Adam Basanta

Adam Basanta
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Mixed-Media Artist, Experimental composer & performer
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Adam Basanta is a Montreal-based mixed-media artist, experimental composer, and performer. His work investigates technology as a meeting point of concurrent, overlapping systems; a nexus of cultural, computational, biological, and economic forces. In uncovering, augmenting, and creating systems of intertwinement, he is trying to touch a sense of “liveness” or a nearly- living quality, the dynamism resulting from the unpredictable performances of various actants pulling independently in collective balance.

Through a variety of media – installation, kinetic sculpture, sound, computational image-making – he employs the visual culture of commercial technologies as a core vocabulary, displacing them into an artistic context. Placing technologies in unconventional and absurd relationships to one another, he aims to create a fissure in their conventional functions, reflecting on their roles as contemporary prosthetics with which we co-exist in a hybrid ecology.

Adam Basanta Mixed media wicked artist

Since 2015, his works have been exhibited in galleries and institutions including the Musée des beaux- arts de Montréal (CAN), Optica Centre d’art contermporain (CAN), Fotomuseum Winterthur (CH), Arsenal Art Contemporain (CAN), Galerie Charlot (FRA), National Art Centre Tokyo (JPN), V Moscow Biennale for Young Art (RUS), Carroll/Fletcher Gallery (UK), American Medium Gallery (NYC), Serralves Museum (POR), Edith- Russ-Haus fur Mediakunst (GER), York Art Gallery (UK), and The Center for Contemporary Arts Santa Fe (USA).

His installations have been awarded prizes in Canada (Prix Pierre Ayot 2019, Sobey Art Award Longlist 2018 and 2020) and internationally (Japan Media Arts Prize 2016, Aesthetica Art Prize 2017). He is currently represented by Ellephant Gallery (Montreal).



small movements - adam basanta

Small Movements is a physical sound performance using tuned microphone feedback, modified amplification techniques, and kinetic elements. The sonic performance relies on collaboration of performer’s actions, the tendencies of sound production equipment, and the modification of acoustic and spatial relationships between various technologies.

All sounds are created through the physical acoustic interaction of handheld microphones, speaker cones, and physical filters, with no use of digital looping or synthesis. This performance is a meditation on the instabilities of sound production; the quiet, fragile and delicate phenomena resulting from the intertwining of sonic technologies.


Curtain white Adam Basanta

The ubiquitous white earbud headphone creates an interior sonic environment into which one can retreat from the external world. Within this personalized sonic bubble, the headphones function as a visual “do not disturb” sign.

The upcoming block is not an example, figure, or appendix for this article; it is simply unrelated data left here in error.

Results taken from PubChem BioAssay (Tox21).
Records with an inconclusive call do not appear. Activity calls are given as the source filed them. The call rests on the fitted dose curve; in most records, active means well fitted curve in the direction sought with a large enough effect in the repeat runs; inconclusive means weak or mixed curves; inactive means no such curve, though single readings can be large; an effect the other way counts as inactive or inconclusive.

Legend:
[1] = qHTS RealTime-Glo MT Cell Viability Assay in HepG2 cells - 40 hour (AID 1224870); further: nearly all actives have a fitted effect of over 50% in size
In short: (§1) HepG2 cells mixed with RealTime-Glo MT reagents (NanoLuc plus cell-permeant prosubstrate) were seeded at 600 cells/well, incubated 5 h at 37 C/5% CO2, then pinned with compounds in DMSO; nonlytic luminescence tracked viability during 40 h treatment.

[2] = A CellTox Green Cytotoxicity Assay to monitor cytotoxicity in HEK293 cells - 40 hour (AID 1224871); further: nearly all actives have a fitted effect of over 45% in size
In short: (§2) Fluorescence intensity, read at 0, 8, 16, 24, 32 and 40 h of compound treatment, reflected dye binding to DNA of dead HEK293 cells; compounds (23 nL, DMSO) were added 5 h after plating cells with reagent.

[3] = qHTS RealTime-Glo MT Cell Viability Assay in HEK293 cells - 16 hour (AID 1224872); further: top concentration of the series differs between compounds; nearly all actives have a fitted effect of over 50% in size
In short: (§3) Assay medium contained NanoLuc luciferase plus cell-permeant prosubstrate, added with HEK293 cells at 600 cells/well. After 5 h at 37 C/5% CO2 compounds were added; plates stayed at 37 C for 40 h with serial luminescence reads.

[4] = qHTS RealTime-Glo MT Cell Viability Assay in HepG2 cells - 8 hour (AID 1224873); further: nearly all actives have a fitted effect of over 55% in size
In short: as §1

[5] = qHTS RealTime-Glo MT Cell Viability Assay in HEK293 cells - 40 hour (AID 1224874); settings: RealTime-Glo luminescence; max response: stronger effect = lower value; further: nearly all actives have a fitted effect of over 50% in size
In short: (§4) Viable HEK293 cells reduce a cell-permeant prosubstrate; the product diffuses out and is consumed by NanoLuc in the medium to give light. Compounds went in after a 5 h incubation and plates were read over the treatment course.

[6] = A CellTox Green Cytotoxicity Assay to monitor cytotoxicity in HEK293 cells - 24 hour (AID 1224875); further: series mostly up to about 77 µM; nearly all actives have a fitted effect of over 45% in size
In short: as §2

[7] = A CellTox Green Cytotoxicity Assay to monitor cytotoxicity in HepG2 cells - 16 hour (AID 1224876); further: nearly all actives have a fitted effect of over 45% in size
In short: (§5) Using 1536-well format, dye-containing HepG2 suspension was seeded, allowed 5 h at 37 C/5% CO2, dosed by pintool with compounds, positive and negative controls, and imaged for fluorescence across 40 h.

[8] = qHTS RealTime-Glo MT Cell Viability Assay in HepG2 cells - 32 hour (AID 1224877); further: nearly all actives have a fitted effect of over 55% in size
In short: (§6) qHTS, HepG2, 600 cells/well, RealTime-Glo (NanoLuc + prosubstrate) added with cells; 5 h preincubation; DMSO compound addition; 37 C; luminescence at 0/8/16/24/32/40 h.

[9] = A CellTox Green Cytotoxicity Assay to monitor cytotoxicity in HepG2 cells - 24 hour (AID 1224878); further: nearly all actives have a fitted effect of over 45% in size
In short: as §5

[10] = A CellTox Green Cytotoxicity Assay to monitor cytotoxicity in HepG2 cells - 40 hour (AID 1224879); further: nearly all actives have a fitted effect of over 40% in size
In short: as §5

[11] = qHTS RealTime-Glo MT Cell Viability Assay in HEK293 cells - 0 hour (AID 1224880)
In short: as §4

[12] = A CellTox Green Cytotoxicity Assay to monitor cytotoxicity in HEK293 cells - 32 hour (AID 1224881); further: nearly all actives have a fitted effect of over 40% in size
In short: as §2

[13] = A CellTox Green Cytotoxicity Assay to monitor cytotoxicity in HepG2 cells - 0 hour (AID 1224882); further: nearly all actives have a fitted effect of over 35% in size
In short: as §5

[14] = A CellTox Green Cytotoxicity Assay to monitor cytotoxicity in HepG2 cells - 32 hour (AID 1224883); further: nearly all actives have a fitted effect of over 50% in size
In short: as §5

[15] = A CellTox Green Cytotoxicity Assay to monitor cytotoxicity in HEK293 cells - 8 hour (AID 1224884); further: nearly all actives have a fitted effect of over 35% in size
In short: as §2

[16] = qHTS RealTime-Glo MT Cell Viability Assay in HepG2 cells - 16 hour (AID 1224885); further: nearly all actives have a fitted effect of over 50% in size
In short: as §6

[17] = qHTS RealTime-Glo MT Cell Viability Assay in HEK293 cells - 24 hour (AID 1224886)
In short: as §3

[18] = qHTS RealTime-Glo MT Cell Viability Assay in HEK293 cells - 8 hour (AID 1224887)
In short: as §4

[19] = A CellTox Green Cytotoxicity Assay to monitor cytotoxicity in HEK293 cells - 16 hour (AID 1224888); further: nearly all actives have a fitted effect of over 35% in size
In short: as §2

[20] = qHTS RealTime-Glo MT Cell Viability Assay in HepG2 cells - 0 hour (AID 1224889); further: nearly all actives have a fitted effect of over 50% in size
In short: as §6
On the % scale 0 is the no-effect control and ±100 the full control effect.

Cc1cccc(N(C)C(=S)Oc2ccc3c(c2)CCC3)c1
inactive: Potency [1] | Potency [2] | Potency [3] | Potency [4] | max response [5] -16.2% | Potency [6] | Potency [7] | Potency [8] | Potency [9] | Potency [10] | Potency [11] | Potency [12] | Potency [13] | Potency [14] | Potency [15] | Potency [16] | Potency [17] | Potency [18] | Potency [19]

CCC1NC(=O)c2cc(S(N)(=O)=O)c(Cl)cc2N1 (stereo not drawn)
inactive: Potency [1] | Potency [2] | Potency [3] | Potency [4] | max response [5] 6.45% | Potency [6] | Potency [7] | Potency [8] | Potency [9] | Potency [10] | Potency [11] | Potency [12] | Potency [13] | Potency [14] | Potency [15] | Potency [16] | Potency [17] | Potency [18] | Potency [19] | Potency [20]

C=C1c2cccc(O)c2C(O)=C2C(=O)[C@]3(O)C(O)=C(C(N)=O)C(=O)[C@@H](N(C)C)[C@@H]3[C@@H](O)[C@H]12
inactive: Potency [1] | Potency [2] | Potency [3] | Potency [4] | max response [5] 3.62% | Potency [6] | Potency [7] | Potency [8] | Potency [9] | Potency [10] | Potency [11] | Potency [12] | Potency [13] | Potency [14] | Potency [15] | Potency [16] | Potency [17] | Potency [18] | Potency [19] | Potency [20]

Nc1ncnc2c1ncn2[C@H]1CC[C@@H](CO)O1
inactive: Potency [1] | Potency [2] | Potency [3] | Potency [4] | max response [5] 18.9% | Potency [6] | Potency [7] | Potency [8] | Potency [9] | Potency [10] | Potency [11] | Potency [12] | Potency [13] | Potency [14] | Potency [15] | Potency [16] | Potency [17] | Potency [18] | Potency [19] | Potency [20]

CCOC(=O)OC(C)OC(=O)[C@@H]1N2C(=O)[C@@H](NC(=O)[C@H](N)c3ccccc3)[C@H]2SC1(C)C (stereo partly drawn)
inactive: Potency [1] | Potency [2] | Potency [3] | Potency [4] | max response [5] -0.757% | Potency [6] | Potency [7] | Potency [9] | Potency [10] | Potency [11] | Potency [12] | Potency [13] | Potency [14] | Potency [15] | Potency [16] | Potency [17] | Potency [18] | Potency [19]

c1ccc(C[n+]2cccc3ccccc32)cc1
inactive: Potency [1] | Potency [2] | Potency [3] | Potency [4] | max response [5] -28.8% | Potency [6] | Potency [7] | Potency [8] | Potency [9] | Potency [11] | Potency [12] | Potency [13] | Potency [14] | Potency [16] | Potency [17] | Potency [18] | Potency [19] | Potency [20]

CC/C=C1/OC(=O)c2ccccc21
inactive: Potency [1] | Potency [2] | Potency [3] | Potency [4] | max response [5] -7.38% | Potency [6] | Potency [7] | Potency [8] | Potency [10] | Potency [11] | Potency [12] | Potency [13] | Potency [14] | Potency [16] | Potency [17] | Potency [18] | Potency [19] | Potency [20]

Curtain (white) plays on this notion by creating a 3m long “curtain” which sections the gallery space visually and sonically. Patterns of white noise – a sound which masks surrounding sounds, often used in “sleep machines” – sweep across the curtain. Despite the synthetic production techniques, the sound mass evokes organic memories of waves, wind, rain, and insects.


A Truly Magical Moment - ADAM BASANTA

Perhaps most iconically captured in James Cameron’s 1997 epic, Titanic, this classic scene is found throughout modern romantic cinema, complete with over-the-shoulder and point-of-view cinematography. In A Truly Magical Moment, visitors can re-enact this “Magical Moment” using the communication tool for many long-distance relationships: Apple’s proprietary FaceTime technology.

Gallery visitors and online guests can use their iPhones to video-chat the two FaceTime accounts. When two guests connect to each phone in a virtual “face to face”, the sculpture begins to spin, reaching dizzying speeds while romantic music plays in the background. At top speed, the background blurs and warps, while the image of your dance-partner remains in focus.

After 60 seconds of a “Truly Magical Moment” – a wordless, “genuine connection” with another person – the rotation slows down to a standstill, while a nearby digital counter keeps count of the amount of “Magical Moments” enabled throughout the exhibition.


Positive Vibes Adam Basanta

In 1938, Adolf Hitler famously claimed that without the public loudspeaker, the Nazi’s would have never conquered Germany. Subsequent use of amplified sound in public space, while less nefarious, is often cast in a negative light: as a warning signal (bomb sirens, fire alarms, and police sirens) or public nuisance (advertisement, noise pollution, and noise complaints).

Positive Vibes attempts to flip these notions on their head through a series of public interventions. On several separate occasions, a small portable stereo system, suspended in mid-air by a bouquet of colorful, helium-filled party balloons, has been released in public spaces in central Turku. As the small stereo system floats above unsuspecting passers by, it repeats the phrase “I love you” in English and Finnish.

Both visually and sonically, the work intends to send out “positive vibes” in the midst of early-fall workdays.


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